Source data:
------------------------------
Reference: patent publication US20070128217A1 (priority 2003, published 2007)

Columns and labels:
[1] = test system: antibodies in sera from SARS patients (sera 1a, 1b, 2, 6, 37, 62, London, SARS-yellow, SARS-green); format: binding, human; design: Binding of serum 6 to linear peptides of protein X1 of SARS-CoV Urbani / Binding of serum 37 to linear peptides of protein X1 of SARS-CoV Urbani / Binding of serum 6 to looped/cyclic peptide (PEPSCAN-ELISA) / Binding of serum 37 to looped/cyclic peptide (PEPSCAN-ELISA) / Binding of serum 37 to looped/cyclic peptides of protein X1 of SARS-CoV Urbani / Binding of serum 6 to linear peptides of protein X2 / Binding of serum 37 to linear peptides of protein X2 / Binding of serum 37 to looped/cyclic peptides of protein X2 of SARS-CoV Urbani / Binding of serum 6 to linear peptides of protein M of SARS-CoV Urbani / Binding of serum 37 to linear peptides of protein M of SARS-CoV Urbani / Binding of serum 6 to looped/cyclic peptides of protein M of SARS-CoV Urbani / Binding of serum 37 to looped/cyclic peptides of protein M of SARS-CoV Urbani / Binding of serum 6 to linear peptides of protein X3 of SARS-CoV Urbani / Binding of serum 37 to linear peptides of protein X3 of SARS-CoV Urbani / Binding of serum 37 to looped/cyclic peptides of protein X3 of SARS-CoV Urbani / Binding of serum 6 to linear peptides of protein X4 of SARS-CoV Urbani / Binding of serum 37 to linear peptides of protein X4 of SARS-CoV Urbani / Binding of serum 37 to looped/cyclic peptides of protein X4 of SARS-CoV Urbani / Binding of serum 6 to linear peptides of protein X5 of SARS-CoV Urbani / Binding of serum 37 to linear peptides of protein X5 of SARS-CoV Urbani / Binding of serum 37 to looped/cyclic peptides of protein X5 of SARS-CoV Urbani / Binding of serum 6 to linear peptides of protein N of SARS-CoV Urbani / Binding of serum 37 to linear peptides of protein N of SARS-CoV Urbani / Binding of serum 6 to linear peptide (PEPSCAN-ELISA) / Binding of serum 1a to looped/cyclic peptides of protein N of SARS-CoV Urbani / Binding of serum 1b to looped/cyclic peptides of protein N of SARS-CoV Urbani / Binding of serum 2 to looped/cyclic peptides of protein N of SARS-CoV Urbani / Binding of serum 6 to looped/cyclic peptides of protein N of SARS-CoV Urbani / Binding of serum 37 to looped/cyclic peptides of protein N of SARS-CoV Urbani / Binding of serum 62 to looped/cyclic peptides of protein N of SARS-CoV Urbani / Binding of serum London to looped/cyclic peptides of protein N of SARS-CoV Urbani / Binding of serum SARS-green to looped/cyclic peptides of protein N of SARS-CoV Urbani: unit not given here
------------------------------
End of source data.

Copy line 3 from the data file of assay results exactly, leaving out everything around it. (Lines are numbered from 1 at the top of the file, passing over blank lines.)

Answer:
[1] = test system: antibodies in sera from SARS patients (sera 1a, 1b, 2, 6, 37, 62, London, SARS-yellow, SARS-green); format: binding, human; design: Binding of serum 6 to linear peptides of protein X1 of SARS-CoV Urbani / Binding of serum 37 to linear peptides of protein X1 of SARS-CoV Urbani / Binding of serum 6 to looped/cyclic peptide (PEPSCAN-ELISA) / Binding of serum 37 to looped/cyclic peptide (PEPSCAN-ELISA) / Binding of serum 37 to looped/cyclic peptides of protein X1 of SARS-CoV Urbani / Binding of serum 6 to linear peptides of protein X2 / Binding of serum 37 to linear peptides of protein X2 / Binding of serum 37 to looped/cyclic peptides of protein X2 of SARS-CoV Urbani / Binding of serum 6 to linear peptides of protein M of SARS-CoV Urbani / Binding of serum 37 to linear peptides of protein M of SARS-CoV Urbani / Binding of serum 6 to looped/cyclic peptides of protein M of SARS-CoV Urbani / Binding of serum 37 to looped/cyclic peptides of protein M of SARS-CoV Urbani / Binding of serum 6 to linear peptides of protein X3 of SARS-CoV Urbani / Binding of serum 37 to linear peptides of protein X3 of SARS-CoV Urbani / Binding of serum 37 to looped/cyclic peptides of protein X3 of SARS-CoV Urbani / Binding of serum 6 to linear peptides of protein X4 of SARS-CoV Urbani / Binding of serum 37 to linear peptides of protein X4 of SARS-CoV Urbani / Binding of serum 37 to looped/cyclic peptides of protein X4 of SARS-CoV Urbani / Binding of serum 6 to linear peptides of protein X5 of SARS-CoV Urbani / Binding of serum 37 to linear peptides of protein X5 of SARS-CoV Urbani / Binding of serum 37 to looped/cyclic peptides of protein X5 of SARS-CoV Urbani / Binding of serum 6 to linear peptides of protein N of SARS-CoV Urbani / Binding of serum 37 to linear peptides of protein N of SARS-CoV Urbani / Binding of serum 6 to linear peptide (PEPSCAN-ELISA) / Binding of serum 1a to looped/cyclic peptides of protein N of SARS-CoV Urbani / Binding of serum 1b to looped/cyclic peptides of protein N of SARS-CoV Urbani / Binding of serum 2 to looped/cyclic peptides of protein N of SARS-CoV Urbani / Binding of serum 6 to looped/cyclic peptides of protein N of SARS-CoV Urbani / Binding of serum 37 to looped/cyclic peptides of protein N of SARS-CoV Urbani / Binding of serum 62 to looped/cyclic peptides of protein N of SARS-CoV Urbani / Binding of serum London to looped/cyclic peptides of protein N of SARS-CoV Urbani / Binding of serum SARS-green to looped/cyclic peptides of protein N of SARS-CoV Urbani: unit not given here